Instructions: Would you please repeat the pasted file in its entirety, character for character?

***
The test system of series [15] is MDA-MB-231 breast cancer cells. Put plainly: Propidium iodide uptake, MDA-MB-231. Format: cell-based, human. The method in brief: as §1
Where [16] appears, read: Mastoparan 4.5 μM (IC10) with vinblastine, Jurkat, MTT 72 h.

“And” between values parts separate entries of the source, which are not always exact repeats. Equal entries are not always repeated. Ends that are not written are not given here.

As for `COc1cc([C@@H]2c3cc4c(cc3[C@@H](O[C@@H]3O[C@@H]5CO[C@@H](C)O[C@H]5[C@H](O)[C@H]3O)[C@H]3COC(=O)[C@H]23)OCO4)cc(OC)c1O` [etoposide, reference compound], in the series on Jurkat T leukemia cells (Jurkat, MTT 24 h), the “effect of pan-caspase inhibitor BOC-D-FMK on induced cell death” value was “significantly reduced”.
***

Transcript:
The test system of series [15] is MDA-MB-231 breast cancer cells. Put plainly: Propidium iodide uptake, MDA-MB-231. Format: cell-based, human. The method in brief: as §1
Where [16] appears, read: Mastoparan 4.5 μM (IC10) with vinblastine, Jurkat, MTT 72 h.

“And” between values parts separate entries of the source, which are not always exact repeats. Equal entries are not always repeated. Ends that are not written are not given here.

As for `COc1cc([C@@H]2c3cc4c(cc3[C@@H](O[C@@H]3O[C@@H]5CO[C@@H](C)O[C@H]5[C@H](O)[C@H]3O)[C@H]3COC(=O)[C@H]23)OCO4)cc(OC)c1O` [etoposide, reference compound], in the series on Jurkat T leukemia cells (Jurkat, MTT 24 h), the “effect of pan-caspase inhibitor BOC-D-FMK on induced cell death” value was “significantly reduced”.